Israel Bans Underweight Models, Requires Photoshop Disclosure

In an attempt to rid the world of eating disorders and over-zealous Photoshopping, Israel just passed a law banning underweight models from working. They are also making publications disclose post-production work.

The law would require models to produce a medical report every time they work on a project in the Israeli market. The report can only be dated back three months and has to include their body mass index, which is the World Health Organization’s standard for measuring malnutrition. This means that models who want to keep their jobs have to visit the doctor four times a year.

Advertisements in Israeli publications will also have a disclosure notice stating if any digital nip-and-tucks were performed. Foreign magazines, however, don’t have to keep to these laws, so images of stick-thin models will presumably still be around.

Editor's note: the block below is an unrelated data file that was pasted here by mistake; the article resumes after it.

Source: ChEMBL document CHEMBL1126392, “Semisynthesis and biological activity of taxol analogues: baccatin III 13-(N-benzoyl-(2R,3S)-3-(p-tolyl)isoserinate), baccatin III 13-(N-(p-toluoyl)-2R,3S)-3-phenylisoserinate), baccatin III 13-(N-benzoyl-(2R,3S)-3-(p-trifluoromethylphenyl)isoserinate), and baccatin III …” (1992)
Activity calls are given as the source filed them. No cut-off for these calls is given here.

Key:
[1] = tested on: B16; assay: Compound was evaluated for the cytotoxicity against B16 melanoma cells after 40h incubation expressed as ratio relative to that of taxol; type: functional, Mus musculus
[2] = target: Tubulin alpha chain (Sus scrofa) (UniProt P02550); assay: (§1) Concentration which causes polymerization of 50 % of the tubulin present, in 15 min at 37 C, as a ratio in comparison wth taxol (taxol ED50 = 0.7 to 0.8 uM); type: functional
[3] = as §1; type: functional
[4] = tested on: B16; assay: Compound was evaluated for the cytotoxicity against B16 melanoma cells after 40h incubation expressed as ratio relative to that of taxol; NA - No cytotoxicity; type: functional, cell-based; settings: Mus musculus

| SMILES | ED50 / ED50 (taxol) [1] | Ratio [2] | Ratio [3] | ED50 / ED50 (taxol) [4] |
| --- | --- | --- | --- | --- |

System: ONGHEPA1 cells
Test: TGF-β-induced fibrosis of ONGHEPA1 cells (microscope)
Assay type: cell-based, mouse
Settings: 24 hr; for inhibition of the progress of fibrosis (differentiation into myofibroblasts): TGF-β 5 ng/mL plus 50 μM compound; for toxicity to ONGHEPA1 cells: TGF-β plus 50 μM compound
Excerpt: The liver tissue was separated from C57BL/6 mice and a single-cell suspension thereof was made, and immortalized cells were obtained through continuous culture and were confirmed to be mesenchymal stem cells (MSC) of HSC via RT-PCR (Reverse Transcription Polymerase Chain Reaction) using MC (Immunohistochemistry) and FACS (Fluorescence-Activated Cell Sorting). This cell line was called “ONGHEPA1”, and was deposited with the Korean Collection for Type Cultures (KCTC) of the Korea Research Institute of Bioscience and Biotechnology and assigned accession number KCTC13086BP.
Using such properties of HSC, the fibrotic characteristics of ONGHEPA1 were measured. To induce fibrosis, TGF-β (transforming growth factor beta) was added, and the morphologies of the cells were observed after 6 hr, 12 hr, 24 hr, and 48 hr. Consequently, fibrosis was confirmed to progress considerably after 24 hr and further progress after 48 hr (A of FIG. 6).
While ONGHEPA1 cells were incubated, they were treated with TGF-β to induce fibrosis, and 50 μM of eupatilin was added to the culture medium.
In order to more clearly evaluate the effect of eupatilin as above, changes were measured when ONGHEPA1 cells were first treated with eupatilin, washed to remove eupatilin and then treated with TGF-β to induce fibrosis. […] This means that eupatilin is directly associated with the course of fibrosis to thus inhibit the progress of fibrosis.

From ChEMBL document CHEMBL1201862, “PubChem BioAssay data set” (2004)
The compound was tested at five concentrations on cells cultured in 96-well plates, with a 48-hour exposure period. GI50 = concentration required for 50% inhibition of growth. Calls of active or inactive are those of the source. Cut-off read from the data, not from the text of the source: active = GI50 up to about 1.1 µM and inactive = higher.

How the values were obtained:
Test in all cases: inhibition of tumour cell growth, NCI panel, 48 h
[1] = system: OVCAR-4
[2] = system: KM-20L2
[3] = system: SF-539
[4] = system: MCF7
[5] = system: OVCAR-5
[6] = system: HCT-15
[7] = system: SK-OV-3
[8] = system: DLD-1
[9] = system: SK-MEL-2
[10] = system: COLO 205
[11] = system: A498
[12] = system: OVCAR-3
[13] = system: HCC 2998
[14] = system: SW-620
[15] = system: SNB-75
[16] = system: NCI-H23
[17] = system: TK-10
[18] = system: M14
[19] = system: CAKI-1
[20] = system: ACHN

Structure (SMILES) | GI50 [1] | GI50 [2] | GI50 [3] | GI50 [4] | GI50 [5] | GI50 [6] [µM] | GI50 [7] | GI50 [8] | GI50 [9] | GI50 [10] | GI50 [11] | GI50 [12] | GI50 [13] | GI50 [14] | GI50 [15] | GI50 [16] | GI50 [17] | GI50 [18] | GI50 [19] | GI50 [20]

This is the first official law against the fashion industry’s use of underweight models, but this is a perennial discussion. Earlier this month, the London School of Economics revealed an economic analysis of anorexia and suggested that regulations should be implemented to limit the use of skinny models. French Parliament also banned images of “extreme thinness” in 2008, and the UK’s Advertising Standards Authority also has strict ad screening regulations.

While we applaud Israel for their efforts, we can’t see it being too successful. It’s like jaywalking — it’s illegal on paper, but who actually follows the rule? Even CFDA board member and fashion kingpin Marc Jacobs doesn’t adhere to model regulations.

[AP via The Washington Post]


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